Reflections on the latest stint in China and a couple of things that have changed and a couple that haven’t.
Deng Xiaoping’s pronouncement that Mao was 70 per cent right and 30 per cent wrong still reflects the official view. Of course, despite the CCP catergorically stating that the Cultural Revoluton was a“total mistake” how could that be any different? The main man is still on all the bank notes and the party has its legitimacy.
Therefore, Lucy Hornby’s article, “China’s Xi denounces ‘other-isms’ in eulogy to Marxist roots” (FT, 2/3 July 2016) in this weekend’s ‘Financial Times, which I read on the flight from Hong Kong to London, was interesting, not because of its news value, which in considering the restrictions imposed by Beijing on reporting by the foreign media has to be minimal, but rather due to the fact that Xi Jinping actually deems it necessary to stress ideological purity. According to the Chinese President, China was, is, and will always be a Marxist country and it is almost a bit like Tony Blair telling you he is a socialist.
Still, while waiting for “the never was a socialist” Tony to get up in front of an audience and show a raised fist would be a wait in vain, here is Xi telling all and sundry that the “aping of the West” economic model is building socialism with Chinese characteristics. Of course, the economic model that capitalism provides, as has been mentioned elsewhere in this blog, is nothing more than disaster capitalism and with the dirty heavens above China’s mega cities getting dirtier , the poor getting poorer and poorer and the rich getting richer and richer, Xi, although possibly less of a hypocrite than Tony, is, to put it mildly, full of shit.
And what has changed? Well, firstly, back in Qingdao in 2007 students would tell you how they had to get a good degree, so that they can look after their parents later and that narrative could still be heard in 2011 in Zhengzhou. It still might hold true for most Chinese. However, that class where daddy has millions and millions has got a bit bigger and we now have a increasing percentage of the population whose sole objective is to spend their parents money. Money that for the most part is a product of that system of rentier capitalism, which is plaguing the whole planet and money which invariably contributes to asset stripping at home and outrageous property prices both there and elsewhere. The bubble is waiting to burst..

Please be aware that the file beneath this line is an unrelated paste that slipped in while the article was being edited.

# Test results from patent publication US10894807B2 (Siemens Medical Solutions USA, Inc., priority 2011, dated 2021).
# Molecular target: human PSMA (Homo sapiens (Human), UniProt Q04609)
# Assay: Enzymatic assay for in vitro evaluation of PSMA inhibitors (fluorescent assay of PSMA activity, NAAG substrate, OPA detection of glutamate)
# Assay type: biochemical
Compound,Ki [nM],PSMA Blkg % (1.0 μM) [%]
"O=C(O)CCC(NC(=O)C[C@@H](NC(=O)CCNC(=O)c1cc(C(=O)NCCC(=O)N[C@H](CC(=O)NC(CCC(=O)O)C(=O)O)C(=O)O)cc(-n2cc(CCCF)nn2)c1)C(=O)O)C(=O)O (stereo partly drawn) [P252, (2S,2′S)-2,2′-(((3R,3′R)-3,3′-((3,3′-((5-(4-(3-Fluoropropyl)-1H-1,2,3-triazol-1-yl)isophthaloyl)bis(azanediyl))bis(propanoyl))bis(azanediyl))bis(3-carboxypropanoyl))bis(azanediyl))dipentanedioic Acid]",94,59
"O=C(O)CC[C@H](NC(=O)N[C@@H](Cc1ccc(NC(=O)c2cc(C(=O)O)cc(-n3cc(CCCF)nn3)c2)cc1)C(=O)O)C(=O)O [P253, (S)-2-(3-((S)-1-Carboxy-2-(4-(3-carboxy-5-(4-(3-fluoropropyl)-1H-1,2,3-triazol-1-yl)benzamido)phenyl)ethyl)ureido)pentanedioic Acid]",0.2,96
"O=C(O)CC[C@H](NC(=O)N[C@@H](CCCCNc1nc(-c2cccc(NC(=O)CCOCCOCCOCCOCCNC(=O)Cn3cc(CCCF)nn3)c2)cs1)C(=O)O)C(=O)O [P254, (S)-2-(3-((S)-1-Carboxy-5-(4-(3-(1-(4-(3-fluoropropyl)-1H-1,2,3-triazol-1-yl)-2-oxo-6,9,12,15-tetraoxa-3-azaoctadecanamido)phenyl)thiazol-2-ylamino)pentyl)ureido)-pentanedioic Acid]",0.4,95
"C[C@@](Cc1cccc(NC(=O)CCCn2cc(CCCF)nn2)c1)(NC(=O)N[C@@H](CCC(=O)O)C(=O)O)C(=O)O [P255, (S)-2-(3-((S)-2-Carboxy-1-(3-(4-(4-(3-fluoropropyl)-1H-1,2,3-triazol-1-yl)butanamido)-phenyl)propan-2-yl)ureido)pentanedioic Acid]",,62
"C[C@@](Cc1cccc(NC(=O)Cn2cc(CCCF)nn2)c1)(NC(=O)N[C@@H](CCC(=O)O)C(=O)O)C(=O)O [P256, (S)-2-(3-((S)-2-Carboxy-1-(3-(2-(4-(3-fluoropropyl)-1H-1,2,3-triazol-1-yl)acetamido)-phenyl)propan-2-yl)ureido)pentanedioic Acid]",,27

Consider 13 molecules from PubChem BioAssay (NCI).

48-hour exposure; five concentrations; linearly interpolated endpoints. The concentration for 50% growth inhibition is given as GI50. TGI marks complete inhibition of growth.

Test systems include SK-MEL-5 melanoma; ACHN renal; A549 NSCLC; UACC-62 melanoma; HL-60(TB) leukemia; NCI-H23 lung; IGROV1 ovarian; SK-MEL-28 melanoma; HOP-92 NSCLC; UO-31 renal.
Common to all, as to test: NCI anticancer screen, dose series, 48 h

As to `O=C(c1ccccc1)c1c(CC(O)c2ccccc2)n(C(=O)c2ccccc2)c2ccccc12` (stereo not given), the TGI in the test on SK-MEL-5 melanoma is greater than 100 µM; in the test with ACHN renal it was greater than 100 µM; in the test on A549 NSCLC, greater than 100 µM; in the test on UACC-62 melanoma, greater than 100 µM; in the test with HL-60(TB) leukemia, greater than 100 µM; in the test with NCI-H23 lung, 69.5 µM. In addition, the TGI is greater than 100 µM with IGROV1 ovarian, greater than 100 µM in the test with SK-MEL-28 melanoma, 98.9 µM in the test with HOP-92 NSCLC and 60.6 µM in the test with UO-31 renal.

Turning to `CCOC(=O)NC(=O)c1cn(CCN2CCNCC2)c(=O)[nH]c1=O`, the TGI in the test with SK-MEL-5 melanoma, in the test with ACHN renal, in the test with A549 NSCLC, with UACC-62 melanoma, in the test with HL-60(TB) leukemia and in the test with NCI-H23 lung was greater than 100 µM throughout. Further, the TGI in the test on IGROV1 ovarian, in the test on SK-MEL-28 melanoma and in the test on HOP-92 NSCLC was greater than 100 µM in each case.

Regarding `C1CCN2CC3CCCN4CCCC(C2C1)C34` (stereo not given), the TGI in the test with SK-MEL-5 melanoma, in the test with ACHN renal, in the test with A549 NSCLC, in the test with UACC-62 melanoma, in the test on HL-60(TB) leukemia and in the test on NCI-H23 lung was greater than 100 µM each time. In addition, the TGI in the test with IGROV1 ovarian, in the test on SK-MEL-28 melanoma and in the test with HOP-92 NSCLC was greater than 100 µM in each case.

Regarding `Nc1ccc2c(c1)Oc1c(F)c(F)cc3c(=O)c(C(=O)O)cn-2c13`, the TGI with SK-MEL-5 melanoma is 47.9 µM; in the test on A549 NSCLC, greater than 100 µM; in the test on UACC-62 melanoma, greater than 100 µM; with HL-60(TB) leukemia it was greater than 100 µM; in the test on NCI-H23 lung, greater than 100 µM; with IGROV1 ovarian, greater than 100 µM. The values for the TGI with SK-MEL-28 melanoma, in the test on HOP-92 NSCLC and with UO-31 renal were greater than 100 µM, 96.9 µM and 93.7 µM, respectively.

Privileged young men and women and with their parents invariably cultivating their guanxi through the party, they too are invariably members of this very pseudo communist party, even if they will never attend a meeting of their local branch. Moreover, with them and the majority of thepopulation in the major urban areas staring into their iPhone 6s, while accessing an internet which is both heavily censored and in many other respects limited, it appears that there can be no cognitive processing on their part of what is really happening. If something has changed then at least superficially there is less dissent than there was four years ago. The flat white at Costas, the trips abroad, the BMW ….. and in another country they would be singing, “The working class can lick my ass, I’ve got the bosses job at last” to the tune of the ‘Red Flag’
Fortunately, Xi himself either ignores, or has long since forgotten, his “Marx” and an educational revisiting dialectical materialism might show this “capitalist roader” the error of his ways. For every action there has to be a reaction and, with our being in society determining our consciousness, a little tête-à-tête with richie rich and his mates in Shanghai, Beijing, Guangzhou, or elsewhere, will inform us that a party which seeks its legitimacy in some sort of pseudo marxist ideology is already seen as a joke by the majority of those who have the money and time to chew the cud while the masses still chase the dream.
That can only be good news for the planet, even if it is to the masses that we must ultimately look if there is to be real change. The contradictions of capitalism do not have room for socialism with Chinese characteristics, or any pseudo Chinese road to socialism. 1989 and Tiananmen might have been the death knell for socialism in the PRC but the narrative continues and it is an narrative that will conclude either with socialism or some sort of dystopian brave new world, not only in China, but all over the planet. For the time being the pseudo socialists and make believe marxists, the suffocating skies, and the feeble fetishists, have the upper hand, but the big wheels keep on turning and it is difficult to disagree with David Harvey when he says that if capitalism is still around in twenty years, we would be better off not being here.